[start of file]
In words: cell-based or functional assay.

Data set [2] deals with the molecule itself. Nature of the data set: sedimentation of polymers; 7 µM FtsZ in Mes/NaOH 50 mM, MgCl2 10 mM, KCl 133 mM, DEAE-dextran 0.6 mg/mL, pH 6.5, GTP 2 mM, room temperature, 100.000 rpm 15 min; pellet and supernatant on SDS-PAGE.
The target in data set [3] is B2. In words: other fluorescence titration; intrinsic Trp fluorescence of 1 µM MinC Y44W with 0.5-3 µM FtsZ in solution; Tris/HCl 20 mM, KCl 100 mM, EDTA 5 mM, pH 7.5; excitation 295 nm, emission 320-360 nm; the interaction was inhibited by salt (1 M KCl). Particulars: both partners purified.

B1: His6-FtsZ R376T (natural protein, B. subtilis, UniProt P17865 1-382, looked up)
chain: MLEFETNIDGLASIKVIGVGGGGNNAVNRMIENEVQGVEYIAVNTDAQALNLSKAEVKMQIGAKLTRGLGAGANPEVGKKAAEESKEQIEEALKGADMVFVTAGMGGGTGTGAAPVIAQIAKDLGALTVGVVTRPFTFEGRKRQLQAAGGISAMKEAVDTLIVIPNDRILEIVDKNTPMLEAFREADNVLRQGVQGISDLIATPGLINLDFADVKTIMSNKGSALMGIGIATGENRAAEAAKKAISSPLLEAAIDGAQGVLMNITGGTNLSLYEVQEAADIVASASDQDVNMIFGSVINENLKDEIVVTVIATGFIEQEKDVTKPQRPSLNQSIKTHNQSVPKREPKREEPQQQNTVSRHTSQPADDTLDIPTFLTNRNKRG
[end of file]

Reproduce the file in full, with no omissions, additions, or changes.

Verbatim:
In words: cell-based or functional assay.

Data set [2] deals with the molecule itself. Nature of the data set: sedimentation of polymers; 7 µM FtsZ in Mes/NaOH 50 mM, MgCl2 10 mM, KCl 133 mM, DEAE-dextran 0.6 mg/mL, pH 6.5, GTP 2 mM, room temperature, 100.000 rpm 15 min; pellet and supernatant on SDS-PAGE.
The target in data set [3] is B2. In words: other fluorescence titration; intrinsic Trp fluorescence of 1 µM MinC Y44W with 0.5-3 µM FtsZ in solution; Tris/HCl 20 mM, KCl 100 mM, EDTA 5 mM, pH 7.5; excitation 295 nm, emission 320-360 nm; the interaction was inhibited by salt (1 M KCl). Particulars: both partners purified.

B1: His6-FtsZ R376T (natural protein, B. subtilis, UniProt P17865 1-382, looked up)
chain: MLEFETNIDGLASIKVIGVGGGGNNAVNRMIENEVQGVEYIAVNTDAQALNLSKAEVKMQIGAKLTRGLGAGANPEVGKKAAEESKEQIEEALKGADMVFVTAGMGGGTGTGAAPVIAQIAKDLGALTVGVVTRPFTFEGRKRQLQAAGGISAMKEAVDTLIVIPNDRILEIVDKNTPMLEAFREADNVLRQGVQGISDLIATPGLINLDFADVKTIMSNKGSALMGIGIATGENRAAEAAKKAISSPLLEAAIDGAQGVLMNITGGTNLSLYEVQEAADIVASASDQDVNMIFGSVINENLKDEIVVTVIATGFIEQEKDVTKPQRPSLNQSIKTHNQSVPKREPKREEPQQQNTVSRHTSQPADDTLDIPTFLTNRNKRG